3 simple things in GROQ to supercharge your frontends

3 simple things in GROQ to supercharge your frontends

GROQ is Sanity’s graph-oriented query language. It lets you do rapid development with structured content. As soon as you create a document on the backend, you can instantly query it. No need to define a schema or write a resolver. You can use it with anything that speaks HTTP, but it also has clients in JavaScript, PHP, and .NET.

A basic query in GROQ looks like this: *[_type == "product"]. You read it like “select everything (*) and filter ([ ]) the selection down to every document whose _type is product. You can get far by just using the filter-capabilities in GROQ. It has many more features that make developing with it fast and convenient. Here’s a handpicked three to get you started.

1. Use projections to get exactly as little as you need

Early in the development stage, it can be useful to fetch complete documents with GROQ, but there comes a time where you want to optimize how much data you’re fetching. Then projections come in handy. You make projections by adding curly braces after the filter’s square braces. The anatomy of a GROQ query looks like this:

*[<filter>]{<projection>}

So if we get all the products with *[_type == "product"] we make the response slimmer by adding a projection to get only the _id and title:

*[_type == "product"]{_id, title}

Outputs:

[
  {
    "_id": "227bbb74-5656-4376-80b3-7424bddc5001",
    "title": "Happy Kitchen - Hamburger"
  },
  {
    "_id": "35f78f0b-8938-412d-aae0-80937ee4a744",
    "title": "Katjes Grün-Ohr Bärchen Gummies"
  },
  {
    "_id": "8a4337ae-4ec8-431f-8890-9e0b0192331a",
    "title": "Snører Lakris"
  }
]

There’s plenty of more things you can do in projections, some of those we’ll come back to in the next sections.

2. Count things!

You can use GROQ to count things. Let’s say you wonder how many products you have:

count(*[_type == "product"])
# outputs
> 11

So you can get all the products, but also have a count ready immediately:

{
  "products": *[_type == "product"],
  "total": count(*[_type == "product"])
}

Yep, this means that you can compose several GROQ-filters (and projections!) in one query. Remember that complexity comes with some cost, but if you use the CDN the queries will be geographically cached .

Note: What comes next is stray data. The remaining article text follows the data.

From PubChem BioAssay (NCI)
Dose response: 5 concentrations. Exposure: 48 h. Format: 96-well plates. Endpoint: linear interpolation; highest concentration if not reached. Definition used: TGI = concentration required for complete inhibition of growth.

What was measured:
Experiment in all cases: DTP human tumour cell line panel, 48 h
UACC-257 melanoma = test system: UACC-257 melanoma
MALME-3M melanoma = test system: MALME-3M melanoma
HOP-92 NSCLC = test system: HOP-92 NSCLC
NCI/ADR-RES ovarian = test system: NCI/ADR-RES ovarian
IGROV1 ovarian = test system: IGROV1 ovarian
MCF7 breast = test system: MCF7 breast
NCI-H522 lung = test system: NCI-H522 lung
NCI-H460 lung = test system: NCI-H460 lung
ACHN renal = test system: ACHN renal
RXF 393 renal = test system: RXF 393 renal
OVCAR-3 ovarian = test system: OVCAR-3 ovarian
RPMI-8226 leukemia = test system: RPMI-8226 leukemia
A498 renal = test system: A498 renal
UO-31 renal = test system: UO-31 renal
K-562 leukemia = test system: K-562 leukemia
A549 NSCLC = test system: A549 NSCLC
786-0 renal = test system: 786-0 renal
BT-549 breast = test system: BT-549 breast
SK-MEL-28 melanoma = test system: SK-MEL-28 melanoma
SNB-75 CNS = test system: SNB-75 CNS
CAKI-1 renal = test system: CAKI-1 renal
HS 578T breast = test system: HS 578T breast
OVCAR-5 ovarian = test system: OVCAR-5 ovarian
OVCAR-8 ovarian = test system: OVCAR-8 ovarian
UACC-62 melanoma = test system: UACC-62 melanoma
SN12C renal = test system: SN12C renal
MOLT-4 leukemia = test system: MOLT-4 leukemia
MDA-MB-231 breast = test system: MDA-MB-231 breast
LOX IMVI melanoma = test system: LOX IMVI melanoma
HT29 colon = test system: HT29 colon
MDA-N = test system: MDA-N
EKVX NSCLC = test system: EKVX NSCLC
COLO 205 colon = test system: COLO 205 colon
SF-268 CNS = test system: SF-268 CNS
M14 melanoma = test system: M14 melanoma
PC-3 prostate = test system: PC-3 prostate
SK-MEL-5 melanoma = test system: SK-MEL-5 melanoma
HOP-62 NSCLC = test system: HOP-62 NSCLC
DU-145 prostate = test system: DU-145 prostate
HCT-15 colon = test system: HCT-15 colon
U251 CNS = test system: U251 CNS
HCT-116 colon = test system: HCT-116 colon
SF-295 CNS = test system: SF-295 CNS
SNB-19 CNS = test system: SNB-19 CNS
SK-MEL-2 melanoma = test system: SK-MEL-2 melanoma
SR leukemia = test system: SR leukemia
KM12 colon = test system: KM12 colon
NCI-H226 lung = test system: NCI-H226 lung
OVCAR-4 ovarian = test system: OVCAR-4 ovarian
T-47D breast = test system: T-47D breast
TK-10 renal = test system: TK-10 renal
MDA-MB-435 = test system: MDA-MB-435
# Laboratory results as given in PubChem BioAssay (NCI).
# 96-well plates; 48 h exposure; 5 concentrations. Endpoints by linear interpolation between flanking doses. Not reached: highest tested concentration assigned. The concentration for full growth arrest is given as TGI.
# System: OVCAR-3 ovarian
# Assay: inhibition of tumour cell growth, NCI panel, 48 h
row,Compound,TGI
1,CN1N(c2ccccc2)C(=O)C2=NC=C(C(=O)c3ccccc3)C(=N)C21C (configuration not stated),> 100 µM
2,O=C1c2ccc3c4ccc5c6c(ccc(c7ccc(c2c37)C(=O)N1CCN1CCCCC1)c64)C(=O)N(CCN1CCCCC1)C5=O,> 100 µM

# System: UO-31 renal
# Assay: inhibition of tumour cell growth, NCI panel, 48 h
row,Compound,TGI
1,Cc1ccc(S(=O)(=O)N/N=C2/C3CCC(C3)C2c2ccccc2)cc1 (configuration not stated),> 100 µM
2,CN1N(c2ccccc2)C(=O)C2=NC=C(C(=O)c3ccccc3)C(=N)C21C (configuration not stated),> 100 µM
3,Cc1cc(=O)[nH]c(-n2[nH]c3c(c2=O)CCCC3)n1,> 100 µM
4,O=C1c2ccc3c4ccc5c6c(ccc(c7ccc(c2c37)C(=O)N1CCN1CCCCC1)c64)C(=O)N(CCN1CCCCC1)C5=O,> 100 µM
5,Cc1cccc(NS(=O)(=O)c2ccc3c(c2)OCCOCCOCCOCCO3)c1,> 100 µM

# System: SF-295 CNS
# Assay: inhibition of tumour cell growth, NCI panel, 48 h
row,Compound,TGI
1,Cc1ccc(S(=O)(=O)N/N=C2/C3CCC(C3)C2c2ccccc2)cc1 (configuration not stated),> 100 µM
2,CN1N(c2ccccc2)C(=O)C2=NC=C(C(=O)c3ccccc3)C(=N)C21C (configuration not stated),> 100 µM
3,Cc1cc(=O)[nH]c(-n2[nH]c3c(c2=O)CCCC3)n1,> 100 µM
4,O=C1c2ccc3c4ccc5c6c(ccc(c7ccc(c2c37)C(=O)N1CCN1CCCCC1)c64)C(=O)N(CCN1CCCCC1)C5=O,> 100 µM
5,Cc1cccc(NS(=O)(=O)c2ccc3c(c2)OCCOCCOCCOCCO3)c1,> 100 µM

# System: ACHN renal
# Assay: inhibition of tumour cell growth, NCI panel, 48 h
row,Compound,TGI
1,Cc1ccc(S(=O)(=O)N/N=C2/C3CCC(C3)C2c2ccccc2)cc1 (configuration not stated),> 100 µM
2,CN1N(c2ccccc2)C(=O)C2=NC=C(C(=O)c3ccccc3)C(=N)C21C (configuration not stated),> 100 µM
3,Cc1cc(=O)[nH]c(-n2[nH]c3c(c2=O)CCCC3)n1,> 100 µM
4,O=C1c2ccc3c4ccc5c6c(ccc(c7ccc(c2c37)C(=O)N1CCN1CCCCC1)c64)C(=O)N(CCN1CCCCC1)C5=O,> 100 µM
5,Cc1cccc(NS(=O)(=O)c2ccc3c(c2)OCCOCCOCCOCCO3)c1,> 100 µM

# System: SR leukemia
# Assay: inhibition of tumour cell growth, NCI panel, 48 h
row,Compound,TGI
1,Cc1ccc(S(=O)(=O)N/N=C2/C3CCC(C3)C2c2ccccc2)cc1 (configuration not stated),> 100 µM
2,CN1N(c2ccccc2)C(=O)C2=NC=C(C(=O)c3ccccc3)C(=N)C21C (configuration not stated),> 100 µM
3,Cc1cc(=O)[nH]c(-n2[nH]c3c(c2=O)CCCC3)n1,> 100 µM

You can also do maths in GROQ. Say you want to calculate how many products you have available in your store:

{ 
  "availableProducts": count(*[_type == "product"]) - count(*[_type == "product" && soldOut == true]) 
}

Outputs:

{
  "availableProducts": 98
}

3. Save roundtrips by following references

One of the key features of structured content is the ability to make references between documents. When you create a reference, it is stored like this in the document:

{ 
  _id: "1ba26a25-7f35-4d24-804e-09cc76a0cd73",
  //... more data, 
  vendor: { 
    _type: "reference", 
    _ref: "15411164-418a-4f67-ac47-6ba060c61976" 
  }
}

If you’re used to RESTful APIs, you would be inclined to make a new query with the id on the _ref-key (*[_id == "<someOtherId>"]), but no need! You can join on a reference where it occurs by adding a -> in the projection. If you try this out, it can be useful to know about the ... operator, so that you can get the rest of the values without having to specify them:

*[_type == "product"]{
  ...,
  vendor->
}

This query give you the whole referenced vendor document, you can also use projections to get what you need, e.g:

*[_type == "product"]{
  title,
  vendor->{_id, title}
}

Outputs:

{
  "title": "Kit Kat Petit Matcha - Double Berry & Almond",
  "vendor": {
    "_id": "1e6f68d7-10bd-4b83-8880-a0ec0227b725",
    "title": "Nestlè"
  }
}

But there's more…

We have only scratched the surface of what you can do with GROQ. If you want to learn more you should head over to the documentation or join the Sanity slack group and meet a bunch of developers who are using GROQ to do all manner of things.




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